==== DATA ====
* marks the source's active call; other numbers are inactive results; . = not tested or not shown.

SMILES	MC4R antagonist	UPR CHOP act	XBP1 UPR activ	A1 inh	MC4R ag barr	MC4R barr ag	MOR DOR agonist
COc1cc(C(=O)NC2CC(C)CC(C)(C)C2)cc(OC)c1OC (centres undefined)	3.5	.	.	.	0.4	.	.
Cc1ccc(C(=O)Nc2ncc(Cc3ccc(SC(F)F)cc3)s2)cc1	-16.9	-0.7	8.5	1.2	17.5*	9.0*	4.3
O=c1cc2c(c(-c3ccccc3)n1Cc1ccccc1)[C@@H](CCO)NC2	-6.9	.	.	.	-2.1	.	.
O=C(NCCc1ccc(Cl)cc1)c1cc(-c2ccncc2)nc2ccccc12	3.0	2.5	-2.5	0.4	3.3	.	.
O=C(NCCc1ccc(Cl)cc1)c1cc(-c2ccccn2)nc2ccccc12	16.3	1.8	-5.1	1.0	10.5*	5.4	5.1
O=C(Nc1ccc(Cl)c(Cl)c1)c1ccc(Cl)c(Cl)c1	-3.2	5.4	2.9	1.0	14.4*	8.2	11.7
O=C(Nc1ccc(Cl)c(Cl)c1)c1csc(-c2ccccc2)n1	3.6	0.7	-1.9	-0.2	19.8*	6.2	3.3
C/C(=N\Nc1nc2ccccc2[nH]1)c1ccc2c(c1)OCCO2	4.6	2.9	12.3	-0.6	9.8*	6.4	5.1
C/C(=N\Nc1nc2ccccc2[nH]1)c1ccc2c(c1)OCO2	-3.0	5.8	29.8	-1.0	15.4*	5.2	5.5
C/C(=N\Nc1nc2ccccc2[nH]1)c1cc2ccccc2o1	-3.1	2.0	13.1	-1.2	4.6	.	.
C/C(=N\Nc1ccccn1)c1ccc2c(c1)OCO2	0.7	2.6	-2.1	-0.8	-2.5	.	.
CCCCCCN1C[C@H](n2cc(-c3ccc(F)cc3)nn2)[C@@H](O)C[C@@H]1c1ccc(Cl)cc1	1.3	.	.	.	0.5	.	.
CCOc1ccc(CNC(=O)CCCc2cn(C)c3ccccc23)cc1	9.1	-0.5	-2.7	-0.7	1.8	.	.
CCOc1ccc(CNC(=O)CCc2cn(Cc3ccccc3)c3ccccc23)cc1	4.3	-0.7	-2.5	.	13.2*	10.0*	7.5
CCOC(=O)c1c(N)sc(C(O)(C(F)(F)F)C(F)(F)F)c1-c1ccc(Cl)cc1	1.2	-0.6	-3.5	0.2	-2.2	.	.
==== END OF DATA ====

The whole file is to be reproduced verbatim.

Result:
* marks the source's active call; other numbers are inactive results; . = not tested or not shown.

SMILES	MC4R antagonist	UPR CHOP act	XBP1 UPR activ	A1 inh	MC4R ag barr	MC4R barr ag	MOR DOR agonist
COc1cc(C(=O)NC2CC(C)CC(C)(C)C2)cc(OC)c1OC (centres undefined)	3.5	.	.	.	0.4	.	.
Cc1ccc(C(=O)Nc2ncc(Cc3ccc(SC(F)F)cc3)s2)cc1	-16.9	-0.7	8.5	1.2	17.5*	9.0*	4.3
O=c1cc2c(c(-c3ccccc3)n1Cc1ccccc1)[C@@H](CCO)NC2	-6.9	.	.	.	-2.1	.	.
O=C(NCCc1ccc(Cl)cc1)c1cc(-c2ccncc2)nc2ccccc12	3.0	2.5	-2.5	0.4	3.3	.	.
O=C(NCCc1ccc(Cl)cc1)c1cc(-c2ccccn2)nc2ccccc12	16.3	1.8	-5.1	1.0	10.5*	5.4	5.1
O=C(Nc1ccc(Cl)c(Cl)c1)c1ccc(Cl)c(Cl)c1	-3.2	5.4	2.9	1.0	14.4*	8.2	11.7
O=C(Nc1ccc(Cl)c(Cl)c1)c1csc(-c2ccccc2)n1	3.6	0.7	-1.9	-0.2	19.8*	6.2	3.3
C/C(=N\Nc1nc2ccccc2[nH]1)c1ccc2c(c1)OCCO2	4.6	2.9	12.3	-0.6	9.8*	6.4	5.1
C/C(=N\Nc1nc2ccccc2[nH]1)c1ccc2c(c1)OCO2	-3.0	5.8	29.8	-1.0	15.4*	5.2	5.5
C/C(=N\Nc1nc2ccccc2[nH]1)c1cc2ccccc2o1	-3.1	2.0	13.1	-1.2	4.6	.	.
C/C(=N\Nc1ccccn1)c1ccc2c(c1)OCO2	0.7	2.6	-2.1	-0.8	-2.5	.	.
CCCCCCN1C[C@H](n2cc(-c3ccc(F)cc3)nn2)[C@@H](O)C[C@@H]1c1ccc(Cl)cc1	1.3	.	.	.	0.5	.	.
CCOc1ccc(CNC(=O)CCCc2cn(C)c3ccccc23)cc1	9.1	-0.5	-2.7	-0.7	1.8	.	.
CCOc1ccc(CNC(=O)CCc2cn(Cc3ccccc3)c3ccccc23)cc1	4.3	-0.7	-2.5	.	13.2*	10.0*	7.5
CCOC(=O)c1c(N)sc(C(O)(C(F)(F)F)C(F)(F)F)c1-c1ccc(Cl)cc1	1.2	-0.6	-3.5	0.2	-2.2	.	.